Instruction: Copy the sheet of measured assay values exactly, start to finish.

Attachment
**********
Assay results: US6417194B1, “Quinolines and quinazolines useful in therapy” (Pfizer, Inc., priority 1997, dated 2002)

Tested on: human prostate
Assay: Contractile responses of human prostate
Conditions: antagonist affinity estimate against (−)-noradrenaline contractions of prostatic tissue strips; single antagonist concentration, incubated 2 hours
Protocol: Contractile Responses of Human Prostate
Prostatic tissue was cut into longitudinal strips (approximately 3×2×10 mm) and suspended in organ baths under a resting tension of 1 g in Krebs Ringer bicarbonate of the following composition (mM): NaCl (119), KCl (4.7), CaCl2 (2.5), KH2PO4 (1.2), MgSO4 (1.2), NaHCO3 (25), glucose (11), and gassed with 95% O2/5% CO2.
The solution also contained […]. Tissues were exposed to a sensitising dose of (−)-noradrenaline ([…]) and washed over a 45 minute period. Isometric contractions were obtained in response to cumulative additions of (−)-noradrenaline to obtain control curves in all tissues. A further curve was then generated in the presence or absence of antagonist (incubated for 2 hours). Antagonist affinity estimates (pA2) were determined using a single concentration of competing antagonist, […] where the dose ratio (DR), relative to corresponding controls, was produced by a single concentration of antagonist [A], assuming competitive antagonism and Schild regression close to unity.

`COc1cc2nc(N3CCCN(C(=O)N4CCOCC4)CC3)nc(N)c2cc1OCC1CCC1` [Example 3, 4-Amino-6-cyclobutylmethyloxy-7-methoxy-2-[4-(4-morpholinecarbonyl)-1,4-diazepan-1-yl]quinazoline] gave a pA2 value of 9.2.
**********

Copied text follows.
Assay results: US6417194B1, “Quinolines and quinazolines useful in therapy” (Pfizer, Inc., priority 1997, dated 2002)

Tested on: human prostate
Assay: Contractile responses of human prostate
Conditions: antagonist affinity estimate against (−)-noradrenaline contractions of prostatic tissue strips; single antagonist concentration, incubated 2 hours
Protocol: Contractile Responses of Human Prostate
Prostatic tissue was cut into longitudinal strips (approximately 3×2×10 mm) and suspended in organ baths under a resting tension of 1 g in Krebs Ringer bicarbonate of the following composition (mM): NaCl (119), KCl (4.7), CaCl2 (2.5), KH2PO4 (1.2), MgSO4 (1.2), NaHCO3 (25), glucose (11), and gassed with 95% O2/5% CO2.
The solution also contained […]. Tissues were exposed to a sensitising dose of (−)-noradrenaline ([…]) and washed over a 45 minute period. Isometric contractions were obtained in response to cumulative additions of (−)-noradrenaline to obtain control curves in all tissues. A further curve was then generated in the presence or absence of antagonist (incubated for 2 hours). Antagonist affinity estimates (pA2) were determined using a single concentration of competing antagonist, […] where the dose ratio (DR), relative to corresponding controls, was produced by a single concentration of antagonist [A], assuming competitive antagonism and Schild regression close to unity.

`COc1cc2nc(N3CCCN(C(=O)N4CCOCC4)CC3)nc(N)c2cc1OCC1CCC1` [Example 3, 4-Amino-6-cyclobutylmethyloxy-7-methoxy-2-[4-(4-morpholinecarbonyl)-1,4-diazepan-1-yl]quinazoline] gave a pA2 value of 9.2.